No. I am not talking about some sea monster slithering out of the fog-shrouded water of New York Harbor. I am talking about our venerable diesel engine - a 36 year old, 4-cylinder Westerbeke 30 HP diesel engine. 2 years a go, we finished a series of repairs and maintenance that had the old 'Iron Gennie' absolutely purring.
Three weeks ago, our starter solenoid (original equipment as far as I can tell) did not want to engage the starter. Quick work with a screwdriver - shorting across the terminals - took care of that. We ordered a new solenoid to be delivered to Hop O Nose Marina where we had raised our mast after coming on to the Hudson from the New York State Canal System. While replacing the solenoid, we noticed that the starter motor was also looking a little tired and a few sparks seen in the starter pushed us to order a new starter and have it delivered to a UPS office in New York. I wished we had checked that before ordering the solenoid. Missed opportunity.
We set out from Catskill, NY to anchor down river just outside Kingston on the Hudson. That morning the starter complained just a little more but did its job. We anchored the second night south of Haverstraw, NY. The following morning, the engine started - albeit with some complaining and we made for our 3rd anchorage, west of the Statue of Liberty
in New York Harbour.
The normally quiet anchorage was alive with activity - police and ferryboats coming and going. Just west of the anchorage was the Presidents' Cup Golf Tournament at the Liberty National Golf Course. That afternoon we witnessed 2 Marine MV22 Osprey aircraft make a low pass over Liberty Sate Park and then land just north of us. Twenty or thirty minutes later, two Marine helicopters circled the same field and landed shortly there after.
We later learned that Former President Bush had been at the tournament. It seems the day before, Obama, Bush and Clinton had all been in attendance. On Sunday, we were told; President Trump would be visiting the tournament.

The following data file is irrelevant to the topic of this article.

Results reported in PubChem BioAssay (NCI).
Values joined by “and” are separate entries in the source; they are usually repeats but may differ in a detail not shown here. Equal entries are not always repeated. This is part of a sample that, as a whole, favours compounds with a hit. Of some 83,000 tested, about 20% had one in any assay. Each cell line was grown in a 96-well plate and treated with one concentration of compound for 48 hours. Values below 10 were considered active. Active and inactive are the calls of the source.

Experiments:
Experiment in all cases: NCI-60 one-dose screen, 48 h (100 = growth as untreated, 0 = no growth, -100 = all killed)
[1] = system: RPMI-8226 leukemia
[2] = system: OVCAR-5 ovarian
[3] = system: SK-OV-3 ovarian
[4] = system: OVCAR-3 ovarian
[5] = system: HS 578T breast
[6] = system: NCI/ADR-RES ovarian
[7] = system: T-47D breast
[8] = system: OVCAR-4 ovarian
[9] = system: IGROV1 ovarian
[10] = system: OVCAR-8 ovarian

And it came to pass that 5 Coast Guard 'little boats' with bow-mounted machine guns visited our little anchorage. "You're not planning on going anywhere are you?" one of the CG asked us. We had already planned on staying aboard.
Later that afternoon, the 2 Osprey appeared, a long string of black SUV's assembled and every level of law enforcement drove the short stretch of road from the landing site to the golf course. Then the 2 Marine helicopters flew overhead and landed in the park. A well-choreographed movement of vehicles and CG little boats escorted the President to the golf course.
For the rest of the afternoon we listened to the cheers of the crowds at the tournament and sometime around 5 or 6, the cavalcade reversed it's path and an hour later, all went quiet. The ferries took the last of the VIPs to NYC and Jersey City and then just after 8 PM the anchorage went quiet.
On Monday morning, the weather was great to make the transit from New York to Cape May. We stowed the dinghy on the bow, prepared overnight snack bags and got ready to sail.
I turned the key in the ignition. Nothing. Reset and turned the key again. Nothing.
We had picked up the new starter motor on Saturday on a trip into New York, so we decided to install it. The install was straight forward - 3 bolts and 3 wires. The starter turned over beautifully, but the engine wouldn't catch.
Over the years I have come to know this W30 quite well, spending a lot of time on our last trip in the small spaces surrounding the engine. So, once again we emptied the port side cockpit locker and down I went. We bled the fuel lines from the primary filter to the secondary filter on down to the re-built injector pump and up to the injectors. We could not get fuel to come out of the injector lines.
Having run the battery down trying to get the engine started, we borrowed a portable generator from our travelling companions John and Joan on RThyme II out of Belleville, ON. Still nothing.
We called TowBoat US's 800 line and had a towboat on site in just over an hour. We asked to be towed to Liberty Landing Marina. (A word to the wise - don't leave home without good towing insurance. Get the premium package.) We will follow up with a blog on insurance later.
On the way into Liberty Landing, I called the service department and they were expecting us.
STOP! Before reading any further, anyone with an understanding of marine diesel engines, write your guess as to what our problem could be. Write it in the comment section and then finish reading to find out the remedy.